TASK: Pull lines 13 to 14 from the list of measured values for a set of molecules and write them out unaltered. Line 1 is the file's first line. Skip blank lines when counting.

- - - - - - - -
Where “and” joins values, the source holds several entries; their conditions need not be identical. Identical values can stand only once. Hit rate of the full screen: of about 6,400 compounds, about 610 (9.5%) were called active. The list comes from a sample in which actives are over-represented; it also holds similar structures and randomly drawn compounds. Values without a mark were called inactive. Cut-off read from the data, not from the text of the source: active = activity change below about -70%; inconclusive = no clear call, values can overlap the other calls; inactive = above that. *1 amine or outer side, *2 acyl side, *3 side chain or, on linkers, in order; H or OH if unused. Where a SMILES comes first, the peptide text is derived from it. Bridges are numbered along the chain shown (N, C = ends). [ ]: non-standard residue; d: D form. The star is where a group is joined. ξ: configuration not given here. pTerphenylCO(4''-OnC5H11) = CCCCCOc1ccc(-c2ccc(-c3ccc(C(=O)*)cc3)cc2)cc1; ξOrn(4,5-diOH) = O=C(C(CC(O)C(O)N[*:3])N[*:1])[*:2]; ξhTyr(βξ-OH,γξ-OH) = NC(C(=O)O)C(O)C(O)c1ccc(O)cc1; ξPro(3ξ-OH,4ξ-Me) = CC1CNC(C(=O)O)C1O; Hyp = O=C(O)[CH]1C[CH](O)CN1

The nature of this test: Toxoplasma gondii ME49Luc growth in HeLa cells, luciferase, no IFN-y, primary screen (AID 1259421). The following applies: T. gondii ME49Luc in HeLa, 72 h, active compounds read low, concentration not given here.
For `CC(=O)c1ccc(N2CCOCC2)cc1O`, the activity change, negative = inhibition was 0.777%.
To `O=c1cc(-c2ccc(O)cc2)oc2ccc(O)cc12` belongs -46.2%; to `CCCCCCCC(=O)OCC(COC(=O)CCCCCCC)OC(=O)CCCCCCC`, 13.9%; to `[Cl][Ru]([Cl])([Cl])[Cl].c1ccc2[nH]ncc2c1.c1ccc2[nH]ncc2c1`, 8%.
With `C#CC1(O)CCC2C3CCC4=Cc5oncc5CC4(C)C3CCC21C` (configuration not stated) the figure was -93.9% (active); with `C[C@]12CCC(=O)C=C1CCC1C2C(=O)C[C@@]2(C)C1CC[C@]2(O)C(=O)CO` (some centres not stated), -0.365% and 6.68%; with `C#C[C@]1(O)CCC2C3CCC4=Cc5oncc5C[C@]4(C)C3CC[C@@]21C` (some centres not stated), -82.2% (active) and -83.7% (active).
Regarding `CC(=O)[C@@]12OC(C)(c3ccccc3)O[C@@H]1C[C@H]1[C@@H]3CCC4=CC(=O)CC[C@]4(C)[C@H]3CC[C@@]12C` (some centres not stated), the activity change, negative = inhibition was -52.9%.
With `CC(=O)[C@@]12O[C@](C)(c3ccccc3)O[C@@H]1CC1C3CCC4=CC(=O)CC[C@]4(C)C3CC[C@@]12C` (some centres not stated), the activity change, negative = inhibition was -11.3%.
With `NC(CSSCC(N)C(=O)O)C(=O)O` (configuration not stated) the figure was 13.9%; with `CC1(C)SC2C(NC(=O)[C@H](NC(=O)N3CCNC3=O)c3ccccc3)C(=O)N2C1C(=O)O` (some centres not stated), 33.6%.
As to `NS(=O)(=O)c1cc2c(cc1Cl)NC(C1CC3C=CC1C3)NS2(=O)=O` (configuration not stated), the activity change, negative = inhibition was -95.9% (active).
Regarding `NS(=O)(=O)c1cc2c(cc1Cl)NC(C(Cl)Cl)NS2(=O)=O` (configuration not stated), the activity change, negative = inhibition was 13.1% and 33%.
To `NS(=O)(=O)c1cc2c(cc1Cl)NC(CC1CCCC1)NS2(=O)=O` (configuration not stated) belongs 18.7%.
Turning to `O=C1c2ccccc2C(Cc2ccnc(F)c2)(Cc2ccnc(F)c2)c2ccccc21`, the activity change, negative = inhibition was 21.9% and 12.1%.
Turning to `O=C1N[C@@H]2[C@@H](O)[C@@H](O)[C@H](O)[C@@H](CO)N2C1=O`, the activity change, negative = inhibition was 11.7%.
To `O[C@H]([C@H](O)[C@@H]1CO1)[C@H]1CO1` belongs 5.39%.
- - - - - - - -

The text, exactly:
Turning to `O=C1N[C@@H]2[C@@H](O)[C@@H](O)[C@H](O)[C@@H](CO)N2C1=O`, the activity change, negative = inhibition was 11.7%.
To `O[C@H]([C@H](O)[C@@H]1CO1)[C@H]1CO1` belongs 5.39%.